Under the Dome: Inside the Maine State House provides a high-level overview of recent activity at the Maine State House.
Legislature Approaching End of Session
The statutory adjournment date for the Legislature is now fewer than three weeks away and the Legislature is working feverishly to complete its work for the year. This week, the House and Senate met every day, and both chambers are scheduled to be in session five days next week. Very few committees have work left and committees that met this week did so to consider bills that were just introduced. Signaling their intention to wrap up the session soon, legislative leaders met this week and rejected all pending requests for the introduction of new legislation. The coming weeks are sure to be filled with lengthy floor debates on some of the most contentious bills of the session.
Tale of Two Vetoes
This week, Governor LePage vetoed two bills. The first, a veto of LD 1449, An Act to Amend the Composition and Duties of the Maine Children’s Growth Council, was sustained in the Senate when a 2/3rds majority could not be mustered to override the Governor’s action. The second, a veto of LD 1589, An Act to Improve the Maine Sex Offender Registry, however, was overridden. In fact, the Governor’s veto was unanimously overridden in both the House and the Senate without one member of the Legislature voting in support of the Governor’s veto.
Governor’s Bills Face Scrutiny in Committee
In recent weeks, Governor LePage has introduced over a dozen bills highlighting some of his policy priorities. The Governor had an early success with one of his proposals that was designed to restore the State’s “rainy day” fund. This week, however, did not result in similar successes:
A package of proposals put forth by the Governor to reform the TANF program and EBT card use did not receive majority support in Committee.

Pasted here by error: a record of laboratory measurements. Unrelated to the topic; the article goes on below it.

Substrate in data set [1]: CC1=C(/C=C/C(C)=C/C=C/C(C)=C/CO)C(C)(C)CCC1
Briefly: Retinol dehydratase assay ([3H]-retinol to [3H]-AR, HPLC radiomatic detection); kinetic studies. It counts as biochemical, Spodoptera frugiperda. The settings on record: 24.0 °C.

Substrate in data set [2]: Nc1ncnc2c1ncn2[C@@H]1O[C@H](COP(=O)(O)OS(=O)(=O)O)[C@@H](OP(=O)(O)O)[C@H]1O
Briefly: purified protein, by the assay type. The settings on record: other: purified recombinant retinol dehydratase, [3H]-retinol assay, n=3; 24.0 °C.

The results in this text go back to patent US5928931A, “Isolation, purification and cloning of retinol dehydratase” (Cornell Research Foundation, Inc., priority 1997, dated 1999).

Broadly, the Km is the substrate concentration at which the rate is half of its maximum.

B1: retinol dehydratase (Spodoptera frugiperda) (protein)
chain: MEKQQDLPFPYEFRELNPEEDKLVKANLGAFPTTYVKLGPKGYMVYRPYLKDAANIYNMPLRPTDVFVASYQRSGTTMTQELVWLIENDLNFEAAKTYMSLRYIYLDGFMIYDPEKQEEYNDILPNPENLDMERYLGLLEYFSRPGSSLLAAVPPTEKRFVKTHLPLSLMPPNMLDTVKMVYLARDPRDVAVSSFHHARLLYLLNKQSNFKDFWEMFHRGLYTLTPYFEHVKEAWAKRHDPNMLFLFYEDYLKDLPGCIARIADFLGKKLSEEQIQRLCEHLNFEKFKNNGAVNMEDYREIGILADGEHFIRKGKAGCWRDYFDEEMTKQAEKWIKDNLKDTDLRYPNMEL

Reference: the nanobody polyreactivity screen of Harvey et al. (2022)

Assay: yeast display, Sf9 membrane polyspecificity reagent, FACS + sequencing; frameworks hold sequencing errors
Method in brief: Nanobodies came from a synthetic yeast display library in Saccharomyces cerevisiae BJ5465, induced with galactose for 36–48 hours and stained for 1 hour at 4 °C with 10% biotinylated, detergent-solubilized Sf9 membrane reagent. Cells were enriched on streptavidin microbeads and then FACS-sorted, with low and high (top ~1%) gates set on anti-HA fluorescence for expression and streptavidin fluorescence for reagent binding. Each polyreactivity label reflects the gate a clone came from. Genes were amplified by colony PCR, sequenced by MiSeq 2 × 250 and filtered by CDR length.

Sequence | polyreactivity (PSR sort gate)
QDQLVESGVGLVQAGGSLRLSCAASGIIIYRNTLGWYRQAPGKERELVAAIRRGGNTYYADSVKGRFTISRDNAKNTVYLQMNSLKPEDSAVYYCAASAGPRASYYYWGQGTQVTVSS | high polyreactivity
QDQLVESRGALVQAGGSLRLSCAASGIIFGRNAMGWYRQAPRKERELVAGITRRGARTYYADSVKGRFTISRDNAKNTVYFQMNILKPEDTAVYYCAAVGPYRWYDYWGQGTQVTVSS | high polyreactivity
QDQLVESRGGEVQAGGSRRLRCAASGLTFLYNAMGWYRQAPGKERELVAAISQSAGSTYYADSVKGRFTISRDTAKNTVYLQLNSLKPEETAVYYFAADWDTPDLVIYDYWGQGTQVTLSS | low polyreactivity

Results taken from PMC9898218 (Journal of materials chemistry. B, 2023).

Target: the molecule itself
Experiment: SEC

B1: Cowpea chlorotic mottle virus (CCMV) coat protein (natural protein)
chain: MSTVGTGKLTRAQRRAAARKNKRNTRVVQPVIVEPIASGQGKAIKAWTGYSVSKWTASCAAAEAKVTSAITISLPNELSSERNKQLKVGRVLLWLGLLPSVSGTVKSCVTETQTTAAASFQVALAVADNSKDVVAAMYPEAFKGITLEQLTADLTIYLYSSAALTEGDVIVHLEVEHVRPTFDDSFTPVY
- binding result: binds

The Governor’s proposal to tackle drug crimes by creating positions to investigate and prosecute these crimes was pared down in Committee and funding for the scaled back proposal has not yet been identified.
The Governor’s proposal to use funds from additional timber harvests on State lands to fund a program to reduce heating costs was supported in a modified form in Committee by just three legislators.
The Governor’s proposal to charge the Commission on Governmental Ethics and Elections Practices with determining the veracity of campaign statements was questioned on First Amendment grounds in Committee.
The Governor’s proposal to increase income tax deductions for pension income also failed to garner majority support in Committee.
While many of these proposals received rocky reception in Committee, most will still proceed to the floors of the House and Senate, where they will be further debated. These initiatives will very likely be discussed throughout the year and be used to highlight the policy differences between the Governor and his opponents during this year’s election cycle.
Acting Department of Corrections Commissioner Named
Commissioner of the Department of Corrections, Joseph Ponte, recently announced that he is taking a position in New York City overseeing the City’s jail system. This week, Governor LePage appointed Associate Commissioner Dr. Joseph Fitzpatrick as Acting Commissioner for the Department. Dr. Fitzpatrick has worked for the Department for 20 years, serving most recently as the Department’s Clinical Director.
Appropriations Committee Considers Various Bills
This week, the Appropriations and Financial Affairs Committee took a rare break from working on budget legislation to hold hearings on other bills that fall under this Committee’s jurisdiction. Perhaps, most interesting was Thursday’s public hearings on four separate bond proposals pending before the Committee. At this point in time, it is difficult to predict what the Legislature may decide to do regarding sending any bonding proposals to the voters. Historically, bond packages are assembled in the last few days of a legislative session and are carefully negotiated between both political parties in the Legislature and the Governor’s Office.
Supplemental Budget Bill Still on Governor’s Desk
Before heading home for the weekend last week, the Legislature sent LD 1843, the fiscal year 2014 supplemental budget bill to the Governor’s desk. This bill closes the budget gap for the current State fiscal year, which ends June 30th. This bill received near-unanimous support in both chambers and is now pending the Governor’s signature. The Governor has ten days, excluding Sundays, in order to sign or veto this supplemental budget or the bill will become law without the Governor’s signature.